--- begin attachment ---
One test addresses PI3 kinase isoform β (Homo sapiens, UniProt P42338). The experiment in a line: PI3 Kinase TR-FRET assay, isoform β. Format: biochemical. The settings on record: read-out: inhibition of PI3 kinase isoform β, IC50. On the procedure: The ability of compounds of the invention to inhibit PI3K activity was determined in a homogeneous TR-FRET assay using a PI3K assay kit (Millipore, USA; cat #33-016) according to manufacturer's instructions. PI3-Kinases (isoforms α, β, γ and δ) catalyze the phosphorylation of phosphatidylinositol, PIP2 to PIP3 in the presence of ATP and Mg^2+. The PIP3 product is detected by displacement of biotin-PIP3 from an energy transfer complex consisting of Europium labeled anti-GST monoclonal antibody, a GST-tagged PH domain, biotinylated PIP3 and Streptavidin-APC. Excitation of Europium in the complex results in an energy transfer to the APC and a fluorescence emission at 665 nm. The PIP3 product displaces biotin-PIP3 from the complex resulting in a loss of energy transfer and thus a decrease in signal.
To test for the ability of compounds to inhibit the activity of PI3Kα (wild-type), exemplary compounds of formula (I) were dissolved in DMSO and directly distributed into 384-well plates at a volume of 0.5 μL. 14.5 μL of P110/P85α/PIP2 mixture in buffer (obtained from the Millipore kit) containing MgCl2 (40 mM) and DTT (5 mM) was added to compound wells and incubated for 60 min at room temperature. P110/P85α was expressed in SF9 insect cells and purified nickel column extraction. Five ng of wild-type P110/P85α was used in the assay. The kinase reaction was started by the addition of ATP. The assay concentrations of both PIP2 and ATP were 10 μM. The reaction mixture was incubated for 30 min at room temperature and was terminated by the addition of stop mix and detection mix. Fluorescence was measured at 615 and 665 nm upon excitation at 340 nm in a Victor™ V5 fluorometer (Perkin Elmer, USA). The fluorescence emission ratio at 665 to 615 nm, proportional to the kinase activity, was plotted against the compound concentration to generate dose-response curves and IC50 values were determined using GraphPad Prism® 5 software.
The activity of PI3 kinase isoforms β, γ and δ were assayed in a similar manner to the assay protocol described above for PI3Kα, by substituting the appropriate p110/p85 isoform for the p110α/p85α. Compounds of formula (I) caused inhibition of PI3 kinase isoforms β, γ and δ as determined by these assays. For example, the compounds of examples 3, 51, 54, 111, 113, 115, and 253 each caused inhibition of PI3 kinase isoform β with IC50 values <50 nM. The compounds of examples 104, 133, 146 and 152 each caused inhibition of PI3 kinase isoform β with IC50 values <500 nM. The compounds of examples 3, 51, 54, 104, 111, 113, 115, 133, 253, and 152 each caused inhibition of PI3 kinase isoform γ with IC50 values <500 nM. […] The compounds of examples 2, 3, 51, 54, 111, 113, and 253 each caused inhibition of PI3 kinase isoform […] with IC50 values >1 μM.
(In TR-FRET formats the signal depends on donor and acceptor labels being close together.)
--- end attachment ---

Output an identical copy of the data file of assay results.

One test addresses PI3 kinase isoform β (Homo sapiens, UniProt P42338). The experiment in a line: PI3 Kinase TR-FRET assay, isoform β. Format: biochemical. The settings on record: read-out: inhibition of PI3 kinase isoform β, IC50. On the procedure: The ability of compounds of the invention to inhibit PI3K activity was determined in a homogeneous TR-FRET assay using a PI3K assay kit (Millipore, USA; cat #33-016) according to manufacturer's instructions. PI3-Kinases (isoforms α, β, γ and δ) catalyze the phosphorylation of phosphatidylinositol, PIP2 to PIP3 in the presence of ATP and Mg^2+. The PIP3 product is detected by displacement of biotin-PIP3 from an energy transfer complex consisting of Europium labeled anti-GST monoclonal antibody, a GST-tagged PH domain, biotinylated PIP3 and Streptavidin-APC. Excitation of Europium in the complex results in an energy transfer to the APC and a fluorescence emission at 665 nm. The PIP3 product displaces biotin-PIP3 from the complex resulting in a loss of energy transfer and thus a decrease in signal.
To test for the ability of compounds to inhibit the activity of PI3Kα (wild-type), exemplary compounds of formula (I) were dissolved in DMSO and directly distributed into 384-well plates at a volume of 0.5 μL. 14.5 μL of P110/P85α/PIP2 mixture in buffer (obtained from the Millipore kit) containing MgCl2 (40 mM) and DTT (5 mM) was added to compound wells and incubated for 60 min at room temperature. P110/P85α was expressed in SF9 insect cells and purified nickel column extraction. Five ng of wild-type P110/P85α was used in the assay. The kinase reaction was started by the addition of ATP. The assay concentrations of both PIP2 and ATP were 10 μM. The reaction mixture was incubated for 30 min at room temperature and was terminated by the addition of stop mix and detection mix. Fluorescence was measured at 615 and 665 nm upon excitation at 340 nm in a Victor™ V5 fluorometer (Perkin Elmer, USA). The fluorescence emission ratio at 665 to 615 nm, proportional to the kinase activity, was plotted against the compound concentration to generate dose-response curves and IC50 values were determined using GraphPad Prism® 5 software.
The activity of PI3 kinase isoforms β, γ and δ were assayed in a similar manner to the assay protocol described above for PI3Kα, by substituting the appropriate p110/p85 isoform for the p110α/p85α. Compounds of formula (I) caused inhibition of PI3 kinase isoforms β, γ and δ as determined by these assays. For example, the compounds of examples 3, 51, 54, 111, 113, 115, and 253 each caused inhibition of PI3 kinase isoform β with IC50 values <50 nM. The compounds of examples 104, 133, 146 and 152 each caused inhibition of PI3 kinase isoform β with IC50 values <500 nM. The compounds of examples 3, 51, 54, 104, 111, 113, 115, 133, 253, and 152 each caused inhibition of PI3 kinase isoform γ with IC50 values <500 nM. […] The compounds of examples 2, 3, 51, 54, 111, 113, and 253 each caused inhibition of PI3 kinase isoform […] with IC50 values >1 μM.
(In TR-FRET formats the signal depends on donor and acceptor labels being close together.)